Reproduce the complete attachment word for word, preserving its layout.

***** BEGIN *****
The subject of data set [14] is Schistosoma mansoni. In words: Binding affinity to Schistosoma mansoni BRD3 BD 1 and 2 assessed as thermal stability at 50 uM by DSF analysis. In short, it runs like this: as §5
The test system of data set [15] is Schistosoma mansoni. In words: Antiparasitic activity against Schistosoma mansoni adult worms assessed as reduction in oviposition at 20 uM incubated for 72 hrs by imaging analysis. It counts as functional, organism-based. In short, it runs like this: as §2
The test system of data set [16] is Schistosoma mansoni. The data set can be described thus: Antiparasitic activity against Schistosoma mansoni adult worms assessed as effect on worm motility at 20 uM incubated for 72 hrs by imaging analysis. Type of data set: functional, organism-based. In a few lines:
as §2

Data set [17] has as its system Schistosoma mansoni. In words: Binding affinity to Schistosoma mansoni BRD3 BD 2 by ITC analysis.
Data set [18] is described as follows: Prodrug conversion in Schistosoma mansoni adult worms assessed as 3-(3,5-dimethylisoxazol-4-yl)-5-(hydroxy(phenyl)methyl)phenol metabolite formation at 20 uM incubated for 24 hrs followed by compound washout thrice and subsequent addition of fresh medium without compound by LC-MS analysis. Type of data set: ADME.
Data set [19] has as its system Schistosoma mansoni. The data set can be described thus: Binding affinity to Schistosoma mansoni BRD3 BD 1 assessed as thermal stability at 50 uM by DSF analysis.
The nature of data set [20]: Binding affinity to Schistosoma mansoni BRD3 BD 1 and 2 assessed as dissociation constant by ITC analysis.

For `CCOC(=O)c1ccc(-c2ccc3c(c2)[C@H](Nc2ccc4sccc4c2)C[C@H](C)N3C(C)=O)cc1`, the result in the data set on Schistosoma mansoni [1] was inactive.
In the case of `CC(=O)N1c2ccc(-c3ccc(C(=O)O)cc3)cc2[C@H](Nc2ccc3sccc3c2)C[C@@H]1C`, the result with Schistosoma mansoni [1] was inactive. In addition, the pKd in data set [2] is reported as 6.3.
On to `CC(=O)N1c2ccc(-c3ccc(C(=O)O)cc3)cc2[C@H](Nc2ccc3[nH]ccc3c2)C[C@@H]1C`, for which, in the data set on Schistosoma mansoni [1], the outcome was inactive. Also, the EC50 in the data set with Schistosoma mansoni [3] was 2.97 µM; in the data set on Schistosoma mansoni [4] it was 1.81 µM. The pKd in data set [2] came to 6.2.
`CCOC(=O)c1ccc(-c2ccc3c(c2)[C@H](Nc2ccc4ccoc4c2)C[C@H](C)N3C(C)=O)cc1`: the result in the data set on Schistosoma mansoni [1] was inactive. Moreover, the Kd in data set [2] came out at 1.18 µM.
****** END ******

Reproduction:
The subject of data set [14] is Schistosoma mansoni. In words: Binding affinity to Schistosoma mansoni BRD3 BD 1 and 2 assessed as thermal stability at 50 uM by DSF analysis. In short, it runs like this: as §5
The test system of data set [15] is Schistosoma mansoni. In words: Antiparasitic activity against Schistosoma mansoni adult worms assessed as reduction in oviposition at 20 uM incubated for 72 hrs by imaging analysis. It counts as functional, organism-based. In short, it runs like this: as §2
The test system of data set [16] is Schistosoma mansoni. The data set can be described thus: Antiparasitic activity against Schistosoma mansoni adult worms assessed as effect on worm motility at 20 uM incubated for 72 hrs by imaging analysis. Type of data set: functional, organism-based. In a few lines:
as §2

Data set [17] has as its system Schistosoma mansoni. In words: Binding affinity to Schistosoma mansoni BRD3 BD 2 by ITC analysis.
Data set [18] is described as follows: Prodrug conversion in Schistosoma mansoni adult worms assessed as 3-(3,5-dimethylisoxazol-4-yl)-5-(hydroxy(phenyl)methyl)phenol metabolite formation at 20 uM incubated for 24 hrs followed by compound washout thrice and subsequent addition of fresh medium without compound by LC-MS analysis. Type of data set: ADME.
Data set [19] has as its system Schistosoma mansoni. The data set can be described thus: Binding affinity to Schistosoma mansoni BRD3 BD 1 assessed as thermal stability at 50 uM by DSF analysis.
The nature of data set [20]: Binding affinity to Schistosoma mansoni BRD3 BD 1 and 2 assessed as dissociation constant by ITC analysis.

For `CCOC(=O)c1ccc(-c2ccc3c(c2)[C@H](Nc2ccc4sccc4c2)C[C@H](C)N3C(C)=O)cc1`, the result in the data set on Schistosoma mansoni [1] was inactive.
In the case of `CC(=O)N1c2ccc(-c3ccc(C(=O)O)cc3)cc2[C@H](Nc2ccc3sccc3c2)C[C@@H]1C`, the result with Schistosoma mansoni [1] was inactive. In addition, the pKd in data set [2] is reported as 6.3.
On to `CC(=O)N1c2ccc(-c3ccc(C(=O)O)cc3)cc2[C@H](Nc2ccc3[nH]ccc3c2)C[C@@H]1C`, for which, in the data set on Schistosoma mansoni [1], the outcome was inactive. Also, the EC50 in the data set with Schistosoma mansoni [3] was 2.97 µM; in the data set on Schistosoma mansoni [4] it was 1.81 µM. The pKd in data set [2] came to 6.2.
`CCOC(=O)c1ccc(-c2ccc3c(c2)[C@H](Nc2ccc4ccoc4c2)C[C@H](C)N3C(C)=O)cc1`: the result in the data set on Schistosoma mansoni [1] was inactive. Moreover, the Kd in data set [2] came out at 1.18 µM.